Paramount Beats Movie Investors' Fraud Claims at Trial (Exclusive)

A 6-year-old case over money from 'Mean Girls' and 24 other films comes to a conclusion after a judge stops the fight
'Mean Girls'

After a week's worth of trial proceedings, U.S. District Judge Katherine Forrest has heard enough and has issued a decision in favor of Paramount Pictures in a long-running case over its "Melrose 1" film slate.

A number of financial institutions including Allianz Risk Transfer, Marathon Structured Finance Fund, Newstar Financial and Munich Re Capital Markets claimed in a 2008 lawsuit they had been defrauded on 25 films released between April 2004 and March 2006, including such releases as Mean Girls, Elizabethtown, Collateral, The Manchurian CandidateCoach Carter, Team America: World Police, The Stepford Wives, The Longest Yard and Alfie. The investors said they hadn't seen any return on the $40 million they put up as part of a $231 million package to fund those films.

Specifically, the claims tested whether Paramount had made misrepresentations to the investors by abandoning international "presale" agreements in favor of self-distributing pictures in foreign markets. The investors said they had no idea that the film studio was stepping away from allegedly hyped risk-mitigation practices, and that had Paramount been up-front about this, they wouldn't have suffered losses. The investors looked for a return of the value of their investment.

"It's the absence of presales that's key in this case," plaintiffs' attorney James Janowitz reportedly said during opening arguments.

"This business is an unpredictable business because, as any movie executive well knows, you can think on Thursday that you've got a hit and on Friday night, when you get the returns, find out that you were wrong," Paramount attorney Richard Kendall told the judge during the bench trial.

There was much drama in the days running up to the lawsuit. which was filed at a time when Wall Street money poured into Hollywood. But after a financial crisis, things changed. The lawsuit sat on the court docket for six years as the parties participated in discovery. U.S. District Judge Thomas Griesa denied the studio's motion for summary judgment earlier in the month, and just before trial, he was replaced by Judge Forrest, who agreed to bifurcate the trial into liability and damages.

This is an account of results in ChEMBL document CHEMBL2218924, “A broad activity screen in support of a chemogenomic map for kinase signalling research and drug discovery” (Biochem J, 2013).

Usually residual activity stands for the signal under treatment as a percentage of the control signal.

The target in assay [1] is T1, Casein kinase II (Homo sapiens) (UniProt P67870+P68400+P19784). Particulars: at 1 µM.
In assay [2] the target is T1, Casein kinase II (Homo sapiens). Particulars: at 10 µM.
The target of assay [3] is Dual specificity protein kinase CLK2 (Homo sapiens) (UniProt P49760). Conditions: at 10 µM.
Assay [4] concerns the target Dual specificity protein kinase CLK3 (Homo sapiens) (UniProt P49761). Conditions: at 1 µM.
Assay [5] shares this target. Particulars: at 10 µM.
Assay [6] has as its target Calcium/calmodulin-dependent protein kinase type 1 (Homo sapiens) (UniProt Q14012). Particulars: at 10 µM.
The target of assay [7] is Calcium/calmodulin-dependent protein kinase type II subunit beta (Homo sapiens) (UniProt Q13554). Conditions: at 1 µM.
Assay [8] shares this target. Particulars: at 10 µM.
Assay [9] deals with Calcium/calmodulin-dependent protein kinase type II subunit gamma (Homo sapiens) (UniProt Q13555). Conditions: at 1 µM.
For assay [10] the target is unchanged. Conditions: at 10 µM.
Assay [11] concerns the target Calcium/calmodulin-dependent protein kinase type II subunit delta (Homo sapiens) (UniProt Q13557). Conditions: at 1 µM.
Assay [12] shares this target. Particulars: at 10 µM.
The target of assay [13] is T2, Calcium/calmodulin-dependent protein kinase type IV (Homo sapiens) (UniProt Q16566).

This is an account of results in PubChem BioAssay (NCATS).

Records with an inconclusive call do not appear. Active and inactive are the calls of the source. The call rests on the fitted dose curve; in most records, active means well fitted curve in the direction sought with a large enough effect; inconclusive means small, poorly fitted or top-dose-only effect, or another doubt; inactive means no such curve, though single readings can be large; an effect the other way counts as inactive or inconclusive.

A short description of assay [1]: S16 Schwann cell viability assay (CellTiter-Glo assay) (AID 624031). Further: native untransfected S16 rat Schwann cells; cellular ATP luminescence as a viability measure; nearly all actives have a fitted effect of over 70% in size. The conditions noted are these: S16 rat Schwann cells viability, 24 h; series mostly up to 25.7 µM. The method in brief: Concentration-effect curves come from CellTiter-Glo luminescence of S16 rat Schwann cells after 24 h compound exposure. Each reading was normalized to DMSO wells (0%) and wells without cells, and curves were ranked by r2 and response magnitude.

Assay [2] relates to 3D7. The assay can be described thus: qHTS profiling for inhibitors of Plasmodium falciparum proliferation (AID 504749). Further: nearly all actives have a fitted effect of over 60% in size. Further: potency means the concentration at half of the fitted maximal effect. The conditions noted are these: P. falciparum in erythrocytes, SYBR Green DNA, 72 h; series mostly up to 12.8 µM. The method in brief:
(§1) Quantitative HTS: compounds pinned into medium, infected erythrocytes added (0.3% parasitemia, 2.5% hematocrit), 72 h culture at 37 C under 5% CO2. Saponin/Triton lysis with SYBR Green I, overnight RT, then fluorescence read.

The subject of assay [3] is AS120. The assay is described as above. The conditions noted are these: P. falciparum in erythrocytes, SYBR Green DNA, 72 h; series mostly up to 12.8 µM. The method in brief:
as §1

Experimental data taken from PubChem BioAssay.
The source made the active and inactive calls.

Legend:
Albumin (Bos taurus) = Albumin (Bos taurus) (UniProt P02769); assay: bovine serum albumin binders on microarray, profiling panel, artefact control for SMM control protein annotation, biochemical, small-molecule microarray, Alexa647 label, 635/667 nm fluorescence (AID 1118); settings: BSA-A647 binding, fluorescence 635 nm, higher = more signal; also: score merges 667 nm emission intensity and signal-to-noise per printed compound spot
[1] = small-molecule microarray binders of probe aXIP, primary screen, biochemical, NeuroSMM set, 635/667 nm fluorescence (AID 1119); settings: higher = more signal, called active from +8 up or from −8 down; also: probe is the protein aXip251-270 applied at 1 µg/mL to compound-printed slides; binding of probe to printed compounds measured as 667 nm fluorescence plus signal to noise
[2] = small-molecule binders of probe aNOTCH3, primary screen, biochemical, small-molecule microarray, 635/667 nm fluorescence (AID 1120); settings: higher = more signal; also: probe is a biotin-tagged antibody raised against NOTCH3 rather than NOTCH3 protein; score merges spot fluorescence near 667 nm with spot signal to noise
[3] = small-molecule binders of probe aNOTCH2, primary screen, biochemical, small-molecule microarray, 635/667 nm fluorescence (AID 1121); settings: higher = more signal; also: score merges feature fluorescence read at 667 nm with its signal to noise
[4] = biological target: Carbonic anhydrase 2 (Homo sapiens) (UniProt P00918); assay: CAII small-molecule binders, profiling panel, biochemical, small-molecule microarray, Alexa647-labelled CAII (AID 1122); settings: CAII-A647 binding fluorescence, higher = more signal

After both sides offered witness testimony and experts, Paramount came forward to argue that it wasn't the maker of any misleading statements about presales, and that the plaintiffs were having trouble identifying what the misrepresentations were.

Paramount brought a motion that gave the judge the right to render a decision after she heard the evidence on plaintiff's side, and Judge Forrest decided to deliver a judgment on partial findings. She found there were no false statements and stated that it wasn't even a close call.

“The Court does not find credible that all of these highly sophisticated businessmen having information as to the co-financing levels at their disposal pre-investment would have ignored it if they truly cared about it," she stated. "Paramount was not hiding its business practice to the plaintiffs, it was disclosing them.”

The full transcript is below.

As a result, the studio prevails in one of the industry's oldest cases. "We are gratified by the decision," says a Paramount spokesperson.

Janowitz says he is exploring all options for an appeal.

Email: Eriq.Gardner@THR.com
Twitter: @eriqgardner

Updated 10/31 10:00 AM Judge's comment and transcript added

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